Making Work Pay in supported accommodation

In supported housing, accommodation is provided alongside support, supervision or care to help people live as independently as possible in the community. Residents of supported housing include, for example, older people, people with disabilities, people fleeing domestic abuse, people with experience of the criminal justice system, people recovering from alcohol or drug addiction.

For young people living in supported accommodation, such as care leavers and those who have experienced homelessness, access to employment can be a critical step in their journey to independence. However, the current benefit rules disincentivise young people from working more hours and becoming financially independent.

This happens because young people living in supported accommodation receive benefits through Universal Credit (UC) and Housing Benefit (HB) rules, while only UC rules, which include a housing element, are applied to their peers in the private rented sector.

How does it currently work?

When a young person starts working, a 55% taper rate is applied to their UC entitlement.

Until the UC is tapered to £0, HB covers their rent in supported accommodation in full. However, when UC is tapered to £0, a similar process starts for HB, but using HB rules.

When a young person earns more than £132.78 per week – roughly equivalent to 13 hours of work at the minimum wage for a 21-22 year old (17 hours for an 18-20 year old or 24 hours for a 16-17 year old) - their Universal Credit will be tapered to nil and they will face a financial disincentive in working additional hours.


Our recommendations for the government:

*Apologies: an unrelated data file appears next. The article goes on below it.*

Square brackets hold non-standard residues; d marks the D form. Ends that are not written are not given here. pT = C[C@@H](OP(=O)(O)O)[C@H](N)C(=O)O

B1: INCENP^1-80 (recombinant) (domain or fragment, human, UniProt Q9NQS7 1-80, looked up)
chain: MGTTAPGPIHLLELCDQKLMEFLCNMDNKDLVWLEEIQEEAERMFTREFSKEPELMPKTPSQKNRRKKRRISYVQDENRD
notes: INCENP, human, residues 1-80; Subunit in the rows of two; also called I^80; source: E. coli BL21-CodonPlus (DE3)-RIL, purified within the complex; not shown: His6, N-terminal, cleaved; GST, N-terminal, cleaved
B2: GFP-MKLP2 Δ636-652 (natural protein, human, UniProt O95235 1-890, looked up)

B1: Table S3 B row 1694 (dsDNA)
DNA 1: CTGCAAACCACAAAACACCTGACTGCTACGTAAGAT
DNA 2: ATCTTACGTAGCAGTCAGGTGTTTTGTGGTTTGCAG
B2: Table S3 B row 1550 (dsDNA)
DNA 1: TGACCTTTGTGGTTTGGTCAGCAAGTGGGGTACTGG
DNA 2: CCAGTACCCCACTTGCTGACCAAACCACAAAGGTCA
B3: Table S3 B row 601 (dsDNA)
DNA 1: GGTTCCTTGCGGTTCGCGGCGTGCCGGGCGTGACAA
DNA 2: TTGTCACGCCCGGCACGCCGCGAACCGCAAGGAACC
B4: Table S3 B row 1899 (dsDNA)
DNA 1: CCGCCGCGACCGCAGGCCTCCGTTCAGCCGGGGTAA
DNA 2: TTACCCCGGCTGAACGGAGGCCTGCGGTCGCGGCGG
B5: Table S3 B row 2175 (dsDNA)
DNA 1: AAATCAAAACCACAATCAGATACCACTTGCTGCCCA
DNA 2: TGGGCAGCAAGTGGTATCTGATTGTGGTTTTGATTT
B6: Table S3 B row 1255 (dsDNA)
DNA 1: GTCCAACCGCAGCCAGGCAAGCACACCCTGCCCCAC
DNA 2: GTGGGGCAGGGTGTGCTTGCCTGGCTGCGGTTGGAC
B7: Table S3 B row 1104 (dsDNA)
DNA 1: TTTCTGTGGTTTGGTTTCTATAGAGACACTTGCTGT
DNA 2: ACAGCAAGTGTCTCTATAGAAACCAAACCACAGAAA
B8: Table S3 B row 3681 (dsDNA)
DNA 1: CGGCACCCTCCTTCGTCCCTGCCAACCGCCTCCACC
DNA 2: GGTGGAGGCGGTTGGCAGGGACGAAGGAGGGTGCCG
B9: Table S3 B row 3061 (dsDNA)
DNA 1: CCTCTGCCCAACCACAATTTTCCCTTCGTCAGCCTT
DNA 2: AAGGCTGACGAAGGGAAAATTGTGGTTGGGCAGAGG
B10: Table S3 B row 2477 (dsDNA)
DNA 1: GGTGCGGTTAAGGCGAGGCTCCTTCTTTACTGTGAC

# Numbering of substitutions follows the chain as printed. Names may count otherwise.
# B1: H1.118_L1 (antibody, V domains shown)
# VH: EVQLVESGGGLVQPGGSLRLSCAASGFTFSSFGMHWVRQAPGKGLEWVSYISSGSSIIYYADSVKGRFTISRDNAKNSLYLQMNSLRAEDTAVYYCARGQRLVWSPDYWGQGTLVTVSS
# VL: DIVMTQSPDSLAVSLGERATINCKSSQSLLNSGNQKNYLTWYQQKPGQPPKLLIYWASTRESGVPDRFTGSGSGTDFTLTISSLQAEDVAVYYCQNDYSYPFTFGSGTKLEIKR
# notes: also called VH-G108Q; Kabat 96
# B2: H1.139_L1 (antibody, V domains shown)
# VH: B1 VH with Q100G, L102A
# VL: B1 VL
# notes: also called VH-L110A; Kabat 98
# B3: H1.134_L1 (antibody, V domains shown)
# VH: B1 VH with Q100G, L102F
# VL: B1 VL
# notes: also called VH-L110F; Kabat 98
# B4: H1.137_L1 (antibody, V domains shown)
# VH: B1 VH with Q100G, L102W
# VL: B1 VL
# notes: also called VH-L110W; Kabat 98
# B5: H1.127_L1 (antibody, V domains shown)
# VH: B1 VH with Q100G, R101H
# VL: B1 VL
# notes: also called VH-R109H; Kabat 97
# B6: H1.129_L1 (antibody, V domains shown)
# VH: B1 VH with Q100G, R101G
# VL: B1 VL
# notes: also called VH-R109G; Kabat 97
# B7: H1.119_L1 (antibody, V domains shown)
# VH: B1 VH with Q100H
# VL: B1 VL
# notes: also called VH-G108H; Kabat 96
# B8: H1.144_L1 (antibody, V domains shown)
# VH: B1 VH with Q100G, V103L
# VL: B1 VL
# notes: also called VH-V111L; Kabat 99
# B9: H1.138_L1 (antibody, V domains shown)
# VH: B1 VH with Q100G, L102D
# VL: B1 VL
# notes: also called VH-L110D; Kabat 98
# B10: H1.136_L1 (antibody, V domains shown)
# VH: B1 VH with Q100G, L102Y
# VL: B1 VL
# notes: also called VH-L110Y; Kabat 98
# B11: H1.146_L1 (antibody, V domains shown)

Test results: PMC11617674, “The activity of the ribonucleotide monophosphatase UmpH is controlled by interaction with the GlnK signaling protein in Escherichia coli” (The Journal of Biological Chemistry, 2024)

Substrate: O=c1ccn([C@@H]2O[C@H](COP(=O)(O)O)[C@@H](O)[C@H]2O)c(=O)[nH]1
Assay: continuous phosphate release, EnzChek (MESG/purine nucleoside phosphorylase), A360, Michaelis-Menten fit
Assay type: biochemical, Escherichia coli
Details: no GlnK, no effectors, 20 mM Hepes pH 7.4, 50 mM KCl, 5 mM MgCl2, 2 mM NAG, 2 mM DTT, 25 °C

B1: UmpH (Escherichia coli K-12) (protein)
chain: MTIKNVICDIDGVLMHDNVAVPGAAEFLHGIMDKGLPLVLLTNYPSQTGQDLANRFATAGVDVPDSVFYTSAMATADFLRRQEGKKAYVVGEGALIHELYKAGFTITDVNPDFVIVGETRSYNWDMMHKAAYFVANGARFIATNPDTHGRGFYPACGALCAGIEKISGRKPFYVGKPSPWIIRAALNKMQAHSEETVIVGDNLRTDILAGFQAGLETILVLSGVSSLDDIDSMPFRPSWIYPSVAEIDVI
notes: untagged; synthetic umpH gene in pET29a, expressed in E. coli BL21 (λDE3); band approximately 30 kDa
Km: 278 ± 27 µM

1. Reduce the taper rate from 65% to 55% to bring it in line with Universal Credit. 

2. Increase the applicable amount to £531.11 a month.

Overall, we estimated that these policy recommendations would have a net positive impact for the Treasury, by saving £4 million a year. This is the result of the increased tax revenues and decrease in benefit payments generated by young people working more hours.


Chloe's* experience with the Housing Benefit taper rate

Chloe* was 21 when she came to Centrepoint. Whilst living in our supported accommodation, she was able to take the first steps into a career she enjoyed, working in property. She loved her job – but as she didn’t have any prior knowledge about how Universal Credit or Housing Benefit operate, she was completely taken aback by the impacts of working on her benefits. She noted that the more she worked and the more she earned, the more she had to pay towards her rent: “(it) made me wonder if my hard work was even worth anything.” She also felt frustrated by the long delays in getting responses from Housing Benefit staff to urgent queries.

Chloe loved her job so much that she would have been willing to work 45 hours a week had it not been for the impact on her benefits. She wants the Housing Benefit taper rate to be lower, to help young people like her to stay in work.

*Name has been changed



For more information contact the Policy and Research team at

"I would like to emphasise the mental health aspect of this. Most of us are already under so much pressure due to family issues, struggling with identity, and homelessness that the prospect of working or starting work is a big step and a challenge. Then, we are slapped in the face with
a 50%+ deduction from our hard work. I am sure anyone can understand how discouraging and frustrating that can be... This also prevents us from pursuing real passions that fulfil us…"

Download the policy briefing

Download the information on this page in PDF format.